Can Tesla Face Defective Product Lawsuits?

The Brown Firm

The Brown Firm

In just a few short years, Tesla has revolutionized the automobile industry.

They've been a significant disruption in the traditional gasoline-powered industry, and are looking to make electric vehicles not just an option, but the norm heading into the future.

But their electric batteries aren't the only things that are revolutionizing the industry.

They are also known for their autopilot feature. That's right - your car can drive itself.

While it's not entirely autonomous at the moment, your car can handle some of the leg work while you're driving down the interstate. It can even park itself in your garage.

But, just like most technology, it isn't perfect. 

So what happens when the Tesla autopilot malfunctions and someone gets hurt?

In the article below, we will discuss a couple of situations where the Autopilot function did malfunction, and what we can expect heading into the future.

Cases Where The Tesla Autopilot Has Malfunctioned

A driver in Florida has filed a suit against Tesla after his autopilot feature allegedly failed.

That alleged failure caused his 2017 Tesla Model S to collide with a stalled vehicle while he was traveling 80 mph.

According to the complaint, which includes claims for strict liability and negligence, the autopilot system in Teslas cannot reliably detect stationary objects such as disabled cars or other roadway hazards.

This creates a high risk of collisions, injury, and death.

When the accident occurred, the driver was traveling on the Florida Turnpike in his Model S with the autopilot feature turned on. 

He alleged that, unknown to him, he was rapidly approaching a disabled vehicle that had stalled in his lane of travel. His autopilot system failed to detect it. 

He claims that suddenly, and without warning, his vehicle crashed into the disabled vehicle and he sustained severe, permanent injuries.

Tesla was also recently sued by the family of a man who died when Tesla's autopilot failed to avoid a truck that ran a red light.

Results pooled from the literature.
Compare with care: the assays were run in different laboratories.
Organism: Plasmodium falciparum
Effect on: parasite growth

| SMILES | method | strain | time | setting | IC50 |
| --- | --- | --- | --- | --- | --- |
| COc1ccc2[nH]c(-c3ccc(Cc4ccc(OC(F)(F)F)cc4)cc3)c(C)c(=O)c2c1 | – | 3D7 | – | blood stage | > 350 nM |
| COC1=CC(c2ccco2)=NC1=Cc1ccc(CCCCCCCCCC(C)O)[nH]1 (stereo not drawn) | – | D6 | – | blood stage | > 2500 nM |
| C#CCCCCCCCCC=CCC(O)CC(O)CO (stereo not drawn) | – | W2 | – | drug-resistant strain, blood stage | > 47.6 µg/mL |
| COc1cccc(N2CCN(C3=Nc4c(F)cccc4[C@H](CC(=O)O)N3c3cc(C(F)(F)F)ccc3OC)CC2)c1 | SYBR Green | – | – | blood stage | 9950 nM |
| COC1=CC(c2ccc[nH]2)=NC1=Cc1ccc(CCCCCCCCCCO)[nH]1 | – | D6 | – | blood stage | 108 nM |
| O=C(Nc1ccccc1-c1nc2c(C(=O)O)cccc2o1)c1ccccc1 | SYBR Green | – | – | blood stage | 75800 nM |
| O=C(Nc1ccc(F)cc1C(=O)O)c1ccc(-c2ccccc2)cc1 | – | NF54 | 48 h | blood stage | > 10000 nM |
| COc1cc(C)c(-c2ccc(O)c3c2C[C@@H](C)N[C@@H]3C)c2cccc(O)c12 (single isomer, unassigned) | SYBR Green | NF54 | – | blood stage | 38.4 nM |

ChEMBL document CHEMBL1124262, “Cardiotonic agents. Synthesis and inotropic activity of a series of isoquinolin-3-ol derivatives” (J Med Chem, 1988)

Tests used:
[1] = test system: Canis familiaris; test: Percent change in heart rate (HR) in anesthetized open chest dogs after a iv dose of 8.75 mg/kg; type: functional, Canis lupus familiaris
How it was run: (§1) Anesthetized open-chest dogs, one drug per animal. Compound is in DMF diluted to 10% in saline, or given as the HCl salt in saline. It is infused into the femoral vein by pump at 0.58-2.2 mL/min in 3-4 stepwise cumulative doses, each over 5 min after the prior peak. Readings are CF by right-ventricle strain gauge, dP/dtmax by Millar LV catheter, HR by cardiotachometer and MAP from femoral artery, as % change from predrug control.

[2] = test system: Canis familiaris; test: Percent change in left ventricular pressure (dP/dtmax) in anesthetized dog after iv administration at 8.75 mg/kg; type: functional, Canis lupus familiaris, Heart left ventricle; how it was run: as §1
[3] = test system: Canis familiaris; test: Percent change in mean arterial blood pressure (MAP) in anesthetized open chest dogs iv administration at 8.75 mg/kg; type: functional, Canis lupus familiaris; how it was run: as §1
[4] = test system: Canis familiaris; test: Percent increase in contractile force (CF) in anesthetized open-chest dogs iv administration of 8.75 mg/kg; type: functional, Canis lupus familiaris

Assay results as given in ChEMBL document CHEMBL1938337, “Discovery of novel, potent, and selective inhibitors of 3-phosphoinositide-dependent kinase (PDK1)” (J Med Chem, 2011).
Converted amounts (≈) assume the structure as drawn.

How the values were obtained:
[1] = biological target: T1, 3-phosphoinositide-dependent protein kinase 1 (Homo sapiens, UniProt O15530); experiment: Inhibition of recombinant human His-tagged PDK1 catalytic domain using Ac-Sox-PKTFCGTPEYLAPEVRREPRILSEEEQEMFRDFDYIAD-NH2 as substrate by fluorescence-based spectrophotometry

When a person isn't paying attention and runs a red light hitting you, you can sue him for negligence.  

You hire an attorney, together you make a claim against the other driver, and then the person's insurance company pays you the money you are owed. 

It's a relatively straight-forward process.

However, what we are beginning to see based on our examples above, are lawsuits against car manufacturers and GPS guidance systems.

These lawsuits will be for accidents caused not by the failure of a person to control their vehicle, but a failure of technology.

We are bound to see more and more cases like this as more and more people purchase Teslas and vehicles with similar autopilot systems.

A Brief History

The ability to sue automobile manufacturers like Tesla starts with a case from 1916 – Macpherson v. Buick.  

The Macpherson case allowed for the first time for individuals to sue manufacturers of goods for negligent design and production of manufactured goods.  

Before that case, you were not allowed to sue manufacturers of goods put into commerce because you had no privity of contract with the manufacturer.

Coming back to Tesla and the lawsuits we talked about earlier, we have now seen a handful of these lawsuits for manufacturing a defective product against Tesla.  

In a similar case, a driver had Tesla's autopilot engaged, and it, unfortunately, failed to take any evasive action when a large truck ran a stop sign. The victim was sadly killed in the accident.

Expect to see more and more of these cases as we move into the future.

The Future of Car Accident Cases

This will cause a significant shift in accident litigation.  

Imagine a situation where a driver has auto-pilot engaged, and it malfunctions, causing him to hit another vehicle. Normally the not-at-fault driver sues the at-fault driver for his damages.

In this autopilot era, though, you are going to have the at-fault driver and the other driver bringing claims against the vehicle manufacturer for making and selling a defective product.  

And that is guaranteed to happen because Tesla is better insured and has much deeper pockets than any individual. That means bigger payouts.

But, to prove a products liability case, you must show that

  • The product was defective (usually that involves experts) and maybe more importantly here
  • That the product was being used as intended.

Tesla can make several arguments like its auto-pilot system was not intended to be a set and forget system.  

The driver is supposed to be aware and able to take control of the vehicle at any time.  

The victims will argue that Tesla and its sales staff tout how safe and efficient the system is and tell you with a wink and a nod that you can turn on auto-pilot and take a nap.

We are undoubtedly entering a new era in car accident cases where we will be looking at not only the negligence of drivers but also the reliability of the technology behind the drivers.

DISCLAIMER: Because of the generality of this update, the information provided herein may not be applicable in all situations and should not be acted upon without specific legal advice based on particular situations.

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